TamilWeek Mar 12, 2006
Getting back to Geneva: still a lot to do

By Dr. Paikiasothy Saravanamuttu

I
t is now three weeks since the conclusion of the talks in
Geneva and almost a month to the next round of talks there.
The question therefore arises as to whether any of what was
agreed at the first round of talks needs to be demonstrably
implemented before one gets to the next round.

Is there any effort in this direction that has been initiated or
evidence that it is to happen or that it is being contemplated?


The first round of Geneva talks was hailed as a success
because there was agreement to meet again and a
statement reaffirming the commitment of both sides to
uphold the cease-fire.

Reading between the lines, some argued, was implicit
admission of responsibility for cease-fire violations –
furthermore it was also evident that once agreement to meet
in Geneva was reached the level of violence reduced,
considerably.

The talks in Geneva it is now revealed were no tea party,
either. There were some very tense and delicate moments
where collapse of the talks could have become a reality.
The issue here seems to have been largely the GOSL
position re the agenda of the talks – full implementation of
the CFA as the LTTE and the facilitators understood it to be
or amendment as the GOSL seemed determined to achieve,
at the talks and after. Added to this was the GOSL
insistence that the CFA was unconstitutional, putting it in a
situation at the end of the day of pledging to uphold an
unconstitutional agreement with an organization a sizeable
chunk of its negotiating team still considers to be "terrorist."

That the first round in Geneva was pulled off is attributable,
according to subsequent media reportage, to the second
track diplomacy of Basil Rajapakse giving the green light for
the final statement, whilst at the same time assuring the
GOSL negotiators that their political backs were covered
from the JVP/JHU axis.

This round in Geneva has reinforced the importance of the
Track Two dimension and of back channels in a situation in
which trust and confidence have to be built up anew.
Geneva also did reinforce the major difference in
perspective between the two sides – the GOSL taking a
largely legalistic view and the LTTE insisting on a political
one.

This continues to be the case as evinced by Anton
Balasingham’s response to the renewed JVP demand that
the services of the Norwegian facilitator be dispensed with,
forthwith.  Balasingham points to the need for the facilitator
to ensure that the asymmetry between state and non-state
actor does not impede the negotiating process. The
facilitator’s efforts in this respect should not be construed as
partial and biased, but "facilitating."

The guarantee of the next round in Geneva taking place or
at least without the tension and uncertainty as to whether it
will, depends in large measure on demonstrable political
commitment on the ground rather than legalistic hair splitting
and fudge.

In this respect, the GOSL is caught in somewhat of a bind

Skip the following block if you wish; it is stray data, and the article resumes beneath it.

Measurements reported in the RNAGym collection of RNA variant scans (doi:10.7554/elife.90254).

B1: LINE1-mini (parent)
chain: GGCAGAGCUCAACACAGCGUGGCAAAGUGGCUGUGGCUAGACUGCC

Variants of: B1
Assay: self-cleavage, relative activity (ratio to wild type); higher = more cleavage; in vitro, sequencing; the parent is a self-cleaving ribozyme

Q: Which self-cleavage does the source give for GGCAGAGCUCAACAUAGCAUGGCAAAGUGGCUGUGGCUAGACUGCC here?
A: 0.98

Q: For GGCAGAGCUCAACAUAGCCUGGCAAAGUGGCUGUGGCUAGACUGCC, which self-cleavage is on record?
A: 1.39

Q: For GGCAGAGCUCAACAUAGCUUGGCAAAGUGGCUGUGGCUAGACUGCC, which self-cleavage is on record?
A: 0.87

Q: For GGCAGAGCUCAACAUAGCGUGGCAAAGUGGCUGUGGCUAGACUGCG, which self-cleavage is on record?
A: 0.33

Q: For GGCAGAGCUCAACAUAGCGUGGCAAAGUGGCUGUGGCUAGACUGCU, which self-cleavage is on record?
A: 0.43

having to implement in letter and spirit a CFA it believes is
unconstitutional and unfavour-able. The issue of
paramilitaries is probably the one that best illustrates this,
but it is not the only one. And the difficulties with regard to
implementing the provisions of the Geneva statement
dealing with paramilitaries has been illustrated by the killing
of LTTE cadres since the conclusion of the talks.

As this column pointed out earlier, the GOSL has to be clear
as to what its strategic objective is. Is it to be a new
ceasefire agreement which in turn will serve as the basis for
negotiations towards a political settlement or is it content to
work with the existing one for the same purpose? Were it to
be the former, it should be understood that a new CFA will
probably be only attainable consequent to a fresh resort to
hostilities.

The LTTE for sure has not been getting it all its way. Was
the real objective of everything it did from presidential
election day in November onwards, to ensure that there
would be talks on the CFA through which the pressure they
have been subjected to from the para militaries, would be
eased if not eliminated for good?

This columnist does not believe that Geneva was part of
their original plan. However there did come a point at which
there was a perverse congruence of strategic interest
between the GOSL and them on the benefits of buying time.

But not indefinitely. No war /No peace hurts the LTTE. Their
first and last resort to break its bonds is a return to
hostilities, armed with alibis and justifications about GOSL
bad faith, inability and unwillingness to deliver as promised.

In the next four weeks there will have to be progress on the
ground if at the end of this period there is to be another
round of talks and certainly another thereafter. Inability to
do so will make clear to the rest of us as to what the
strategic priority of each side is – a new ceasefire
agreement on the one hand and a fait accompli on the
ground that will ratchet up the baseline for political
negotiations, on the other. Were this to be the case, the sad
and sorry observation is that violence is the factor common
to both.

Whilst some distance yet from going beyond the no peace
situation, we are still in the business of entrenching the no
war situation, the fate of the current CFA notwithstanding.
[MorningLeader]